How should i structure my loan? First IP.

Hello!

First and foremost, i'd like to thank all of you folk for all the extremely helpful info you have posted. I'm about to settle on my first investment property(with the FHOG). I started with no knowledge whatsoever on property investment but through this forum and a few other articles on the web, was able to get a firm grasp of some of the strategies one should take. I now know how IPs can be a good investment choice. Seems like I have made some bad choices in the past (blowing 30k+ on a car in my early 20s). Oops.

Anyway, I have decided on St George's Advantage package because it has the offset ability and a decent introductory discount along with a discount for the remainder of the loan.

I have subsequently created a monster spreadsheet where I can plug in all my variables - deposit, forecasted expenses, etc.

The point where I am stuck is choosing how much to put in as a deposit and how much should I put into the offset account initially? Looking at my spreadsheet, depending on the figures I plug into the deposit/offset account, I can make my monthly repayments go up and down. Should I get this as neutral as possible or positive (thus putting in more deposit)?

I guess my goal is to purchase another investment property in 5-7 years time and was wondering if either way makes a big difference on that goal?

I have my spreadsheet if anyone wants a look/scrutinize or needs it for their own experimentation.

Thank you in advance!

Cheers,
Gordon.
 
Hi geepee321,

Welcome to Somersoft.

These are very important Questions !! I'll tell you how we started, but before I do, you must remember that ALL of what you read here on the forum should be taken as interesting only. Always follow up on your research. What you here on the forums can be the same as,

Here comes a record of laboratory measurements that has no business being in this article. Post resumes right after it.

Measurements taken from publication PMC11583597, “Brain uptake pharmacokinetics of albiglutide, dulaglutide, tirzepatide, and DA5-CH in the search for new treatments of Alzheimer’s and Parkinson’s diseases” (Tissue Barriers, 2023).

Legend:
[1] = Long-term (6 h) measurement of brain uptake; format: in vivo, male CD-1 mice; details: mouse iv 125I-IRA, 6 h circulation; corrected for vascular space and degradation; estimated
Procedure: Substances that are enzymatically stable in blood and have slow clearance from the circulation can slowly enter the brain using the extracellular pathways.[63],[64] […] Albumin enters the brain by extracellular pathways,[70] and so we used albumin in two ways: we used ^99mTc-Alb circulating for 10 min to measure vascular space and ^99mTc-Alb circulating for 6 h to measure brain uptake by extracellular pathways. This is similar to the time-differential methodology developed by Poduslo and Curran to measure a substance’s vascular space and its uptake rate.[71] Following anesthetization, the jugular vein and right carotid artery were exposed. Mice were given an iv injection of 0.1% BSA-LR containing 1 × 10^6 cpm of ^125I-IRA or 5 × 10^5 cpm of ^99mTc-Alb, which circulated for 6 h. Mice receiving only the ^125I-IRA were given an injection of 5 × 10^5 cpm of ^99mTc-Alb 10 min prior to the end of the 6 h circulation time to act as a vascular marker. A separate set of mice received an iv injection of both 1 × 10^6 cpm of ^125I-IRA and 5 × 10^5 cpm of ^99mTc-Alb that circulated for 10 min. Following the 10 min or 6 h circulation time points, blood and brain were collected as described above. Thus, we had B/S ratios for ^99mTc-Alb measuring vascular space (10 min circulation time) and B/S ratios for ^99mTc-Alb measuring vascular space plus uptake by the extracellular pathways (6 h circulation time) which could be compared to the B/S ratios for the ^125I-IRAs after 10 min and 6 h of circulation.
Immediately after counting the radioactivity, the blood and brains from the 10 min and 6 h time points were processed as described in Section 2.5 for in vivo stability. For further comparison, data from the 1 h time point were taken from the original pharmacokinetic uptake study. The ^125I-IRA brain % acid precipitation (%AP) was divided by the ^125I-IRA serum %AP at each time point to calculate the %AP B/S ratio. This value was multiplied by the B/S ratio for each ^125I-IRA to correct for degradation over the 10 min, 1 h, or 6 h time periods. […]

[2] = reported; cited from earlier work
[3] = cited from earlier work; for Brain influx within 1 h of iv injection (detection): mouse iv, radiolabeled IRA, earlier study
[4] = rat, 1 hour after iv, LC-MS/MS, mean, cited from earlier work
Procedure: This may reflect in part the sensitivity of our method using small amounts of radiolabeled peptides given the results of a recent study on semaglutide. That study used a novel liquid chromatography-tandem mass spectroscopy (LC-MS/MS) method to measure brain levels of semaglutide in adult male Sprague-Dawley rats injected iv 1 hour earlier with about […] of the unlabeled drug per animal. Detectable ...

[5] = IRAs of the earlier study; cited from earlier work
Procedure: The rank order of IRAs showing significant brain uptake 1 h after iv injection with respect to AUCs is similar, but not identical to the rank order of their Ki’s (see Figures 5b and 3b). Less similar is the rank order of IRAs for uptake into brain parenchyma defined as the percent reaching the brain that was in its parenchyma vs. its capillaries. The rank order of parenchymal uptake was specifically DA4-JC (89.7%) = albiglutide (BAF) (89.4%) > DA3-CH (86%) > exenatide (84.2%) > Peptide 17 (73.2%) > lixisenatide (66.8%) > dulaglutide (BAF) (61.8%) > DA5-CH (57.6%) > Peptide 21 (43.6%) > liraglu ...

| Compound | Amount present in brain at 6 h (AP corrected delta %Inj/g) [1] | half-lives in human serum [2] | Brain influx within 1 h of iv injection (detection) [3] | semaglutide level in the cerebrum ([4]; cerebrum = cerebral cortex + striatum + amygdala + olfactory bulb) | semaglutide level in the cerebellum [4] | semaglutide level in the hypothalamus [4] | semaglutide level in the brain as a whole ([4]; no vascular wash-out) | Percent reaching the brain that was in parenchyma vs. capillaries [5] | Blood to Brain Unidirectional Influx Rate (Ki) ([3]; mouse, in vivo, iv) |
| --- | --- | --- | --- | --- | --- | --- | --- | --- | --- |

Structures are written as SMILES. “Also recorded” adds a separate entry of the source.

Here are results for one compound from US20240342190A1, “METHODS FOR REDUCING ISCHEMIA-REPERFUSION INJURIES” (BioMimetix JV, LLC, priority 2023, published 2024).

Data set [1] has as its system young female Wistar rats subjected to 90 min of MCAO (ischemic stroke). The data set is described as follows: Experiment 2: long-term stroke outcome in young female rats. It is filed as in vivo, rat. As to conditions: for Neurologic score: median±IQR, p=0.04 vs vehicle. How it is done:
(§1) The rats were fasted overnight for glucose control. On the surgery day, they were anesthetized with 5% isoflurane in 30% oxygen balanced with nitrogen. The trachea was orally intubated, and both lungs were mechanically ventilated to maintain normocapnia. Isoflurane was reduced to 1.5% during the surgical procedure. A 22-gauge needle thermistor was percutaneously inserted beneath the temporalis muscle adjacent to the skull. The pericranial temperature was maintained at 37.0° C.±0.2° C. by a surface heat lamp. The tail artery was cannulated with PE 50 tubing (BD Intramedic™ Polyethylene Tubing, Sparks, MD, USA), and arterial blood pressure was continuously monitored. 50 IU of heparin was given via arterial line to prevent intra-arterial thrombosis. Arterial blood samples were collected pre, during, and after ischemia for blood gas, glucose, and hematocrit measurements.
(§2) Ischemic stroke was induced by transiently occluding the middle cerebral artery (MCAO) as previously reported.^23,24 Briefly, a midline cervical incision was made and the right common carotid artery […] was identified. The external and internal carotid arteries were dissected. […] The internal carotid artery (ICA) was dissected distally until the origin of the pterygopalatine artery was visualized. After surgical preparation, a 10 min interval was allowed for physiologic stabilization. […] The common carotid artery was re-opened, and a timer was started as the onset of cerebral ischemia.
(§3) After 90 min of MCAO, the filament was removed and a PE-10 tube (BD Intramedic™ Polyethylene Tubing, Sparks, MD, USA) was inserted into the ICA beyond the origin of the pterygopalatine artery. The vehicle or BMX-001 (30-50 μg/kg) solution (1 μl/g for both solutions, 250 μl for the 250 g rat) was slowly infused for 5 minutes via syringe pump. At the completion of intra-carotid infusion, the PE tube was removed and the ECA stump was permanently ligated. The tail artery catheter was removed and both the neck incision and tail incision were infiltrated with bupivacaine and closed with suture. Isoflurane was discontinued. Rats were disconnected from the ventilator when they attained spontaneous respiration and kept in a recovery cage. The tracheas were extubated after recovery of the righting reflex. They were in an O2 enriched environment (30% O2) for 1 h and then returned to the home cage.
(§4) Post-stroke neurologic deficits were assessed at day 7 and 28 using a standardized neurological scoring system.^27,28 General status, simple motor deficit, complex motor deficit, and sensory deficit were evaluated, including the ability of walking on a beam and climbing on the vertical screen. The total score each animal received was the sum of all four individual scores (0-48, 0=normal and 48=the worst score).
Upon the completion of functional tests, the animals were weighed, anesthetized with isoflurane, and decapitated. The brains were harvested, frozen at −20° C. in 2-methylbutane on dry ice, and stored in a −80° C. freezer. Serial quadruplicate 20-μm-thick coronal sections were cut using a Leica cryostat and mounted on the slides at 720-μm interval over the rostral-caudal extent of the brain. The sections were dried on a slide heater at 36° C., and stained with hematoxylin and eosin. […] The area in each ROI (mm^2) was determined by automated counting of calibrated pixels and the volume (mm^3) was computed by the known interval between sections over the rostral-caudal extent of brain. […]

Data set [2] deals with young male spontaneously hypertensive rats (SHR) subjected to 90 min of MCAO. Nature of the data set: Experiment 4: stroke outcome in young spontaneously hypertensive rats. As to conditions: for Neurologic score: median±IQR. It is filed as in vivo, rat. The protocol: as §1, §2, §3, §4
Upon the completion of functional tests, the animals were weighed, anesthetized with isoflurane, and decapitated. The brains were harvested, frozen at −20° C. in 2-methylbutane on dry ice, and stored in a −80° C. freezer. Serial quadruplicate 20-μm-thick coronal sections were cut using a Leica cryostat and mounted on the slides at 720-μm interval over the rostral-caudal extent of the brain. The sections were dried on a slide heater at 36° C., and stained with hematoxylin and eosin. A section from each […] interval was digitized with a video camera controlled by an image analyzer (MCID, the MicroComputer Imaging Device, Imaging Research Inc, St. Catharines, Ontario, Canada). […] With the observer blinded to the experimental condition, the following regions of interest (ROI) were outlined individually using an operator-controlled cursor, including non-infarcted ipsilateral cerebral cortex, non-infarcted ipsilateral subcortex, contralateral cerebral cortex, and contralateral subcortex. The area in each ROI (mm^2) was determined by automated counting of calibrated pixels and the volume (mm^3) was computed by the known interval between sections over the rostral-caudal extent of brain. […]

" I heard I something down at the pub last night" !!

My opion is to start at entry levels, a tidy Townhouse for example.
We started with opening a line of Credit secured against our house. It gave us the oppertunity to buy what ever we wanted. All rents and out goings went into and out of the same LOC. It was piece of cake.

However geepee321, get some real advise from the big boys. Metropole, Destiny, Somersoft, there's quite a few that have offices in each state.
 
Hi geepee,

Good on you and well done.

Can I ask whether you have told St George the loan is for a PPOR or Investment? I read you have used the FHOG and I assume PPOR.

I hope you understand this:

A St George Offset account against a PPOR does not work the same way as other OA's.

Example:

Borrow: $300k.
Offset: $100k

Interest is calculated at 300k= $1500/month. (6%)
ACTUAL interest charged is on 200k = $1000.

So what St George does is make you pay the set $1500/month and they actually deduct the difference of $500 off the debt balance of 200k.

So, the amount of money in your Offset Account will NOT affect your repayments. It WILL affect how much you pay in interest to your bank and how much St George will then pay down on your PPOR loan.

It takes a little bit of understanding.:cool:

A normal Offset account and a St George Unregulated loan for an IP will work in the "traditional" sense and you will not be forced to pay down your loan with the money saved on interest.

I would like to answer your question but thought I had better be clear on the purpose of your loan.

Investment or PPOR?:)

Regards JO
 
Thank you for your quick responses!

I am planning to live in the apartment for 6 to 12 months initially to secure the FHOG. I will then move back into my parents place after and rent it out. I think in this situation, I take out the loan as a PPOR? Please correct me if I am wrong.

I'm not home at the moment so I cant upload my spreadsheet. I "think" this is calculated as Jo described. I will upload it when I get home.

Cheers,
Gordon
 
Here is a spreadsheet I put together, which I have tried to capture all the variables that go into a loan with an offset functionality. Hopefully someone with knowledge could take a look at it for me, because it seems like i'm saving a bit TOO much using this offset account.

Also, I would like to know the answer to my previous question. How much should I put in as a deposit rather than leaving it in my offset account if I were to buy a 2nd property say 5-7 years down the line?

Cheers!


Edit: I couldn't upload here cos it was too big. So here it is:
http://www.megaupload.com/?d=1MQ03PDQ
 
How much should I put in as a deposit rather than leaving it in my offset account if I were to buy a 2nd property say 5-7 years down the line?